Ladybirds are invading Greater Manchester - and everywhere else - why?
Spotted a sudden increase in ladybirds recently?
Have the little red insects been inside your house - or crawling around on your walls and windows outside?
Chances are you're not alone.
For Greater Manchester - together with the rest of the country - appears to be experiencing a ladybird boom.
Reports on social media have revealed houses 'under siege'.
Usually they descend sometime between September and October - and it appears this week is the peak period for 2021.
The bugs will be aiming for small cracks around windows and doors to hibernate in, or any other warm spot to hide away over the cold months of winter.
Experts have pointed to several reasons behind the sudden onset in numbers.
The recent warmer weather - which has followed a marked colder snap as autumn kicks in - has meant labybirds have been much more active than usual.
There's also said to be currently more bugs for them to eat - due to mating patterns.
Tamas Papp, lead keeper of lower vertebrates and invertebrates at Chester Zoo, said the country was 'running about a month behind with our seasons' this year.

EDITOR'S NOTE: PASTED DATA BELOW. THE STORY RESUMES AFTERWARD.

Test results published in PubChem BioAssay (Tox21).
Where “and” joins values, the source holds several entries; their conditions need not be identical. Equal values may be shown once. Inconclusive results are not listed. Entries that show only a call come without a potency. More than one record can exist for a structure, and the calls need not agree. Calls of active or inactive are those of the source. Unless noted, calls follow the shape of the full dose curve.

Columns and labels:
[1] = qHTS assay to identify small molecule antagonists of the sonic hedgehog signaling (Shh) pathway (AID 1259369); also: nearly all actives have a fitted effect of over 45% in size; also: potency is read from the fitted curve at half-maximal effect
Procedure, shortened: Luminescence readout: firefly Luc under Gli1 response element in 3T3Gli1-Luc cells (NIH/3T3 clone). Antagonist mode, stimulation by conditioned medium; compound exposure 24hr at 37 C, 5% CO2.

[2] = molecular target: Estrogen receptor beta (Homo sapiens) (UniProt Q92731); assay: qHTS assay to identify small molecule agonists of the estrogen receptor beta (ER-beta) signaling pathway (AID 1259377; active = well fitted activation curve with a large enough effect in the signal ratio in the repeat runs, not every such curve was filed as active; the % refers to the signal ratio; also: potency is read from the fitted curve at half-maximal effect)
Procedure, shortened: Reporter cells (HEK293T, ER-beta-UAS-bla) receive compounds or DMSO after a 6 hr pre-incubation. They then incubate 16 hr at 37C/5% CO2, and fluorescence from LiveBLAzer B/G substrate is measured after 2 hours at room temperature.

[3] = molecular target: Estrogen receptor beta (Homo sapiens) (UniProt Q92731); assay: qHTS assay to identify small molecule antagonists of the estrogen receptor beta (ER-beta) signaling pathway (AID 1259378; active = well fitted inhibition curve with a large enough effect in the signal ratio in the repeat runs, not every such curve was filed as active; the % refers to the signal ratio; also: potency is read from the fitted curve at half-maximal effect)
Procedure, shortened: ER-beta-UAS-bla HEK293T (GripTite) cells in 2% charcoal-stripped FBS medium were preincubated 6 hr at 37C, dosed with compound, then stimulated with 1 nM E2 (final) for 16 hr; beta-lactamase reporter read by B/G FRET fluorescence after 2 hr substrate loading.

He told the Manchester Evening News : "People may have noticed more ladybirds around this time of year than usual, and there are a few reasons for that.
"Usually, around this time of year, we'd see ladybirds go into hibernation, but because of the warm weather we've seen recently, they've been much more active than usual.
"We're running about a month behind with our seasons this year after a very long and cold spring, so with the warm weather comes much more activity.
"Some animals that would go into hibernation are flying around and looking for food.
"For this time of year, there does seem to be more ladybirds than usual, as there are high numbers of the bugs that they eat as these bugs mate during the summer, so the numbers are high at the end of the season.
"We'd expect to see ladybirds head into hibernation when there is less daylight and the temperature drops to around five degrees at night, so around early October.
"Around this time, they'll head into hibernation points in hollow trees and emerge next spring.
"In recent years a non-native species originating from Asia, the harlequin ladybird, has thrived in the UK and has rapidly become one of the most common ladybirds in the country.
"As one of the stronger and larger species, it is able to out-compete our native species for aphid-prey, and will also eat other ladybirds' eggs and larvae.
"This along with the fact they can have multiple broods throughout the spring, summer and autumn, gives it a competitive edge."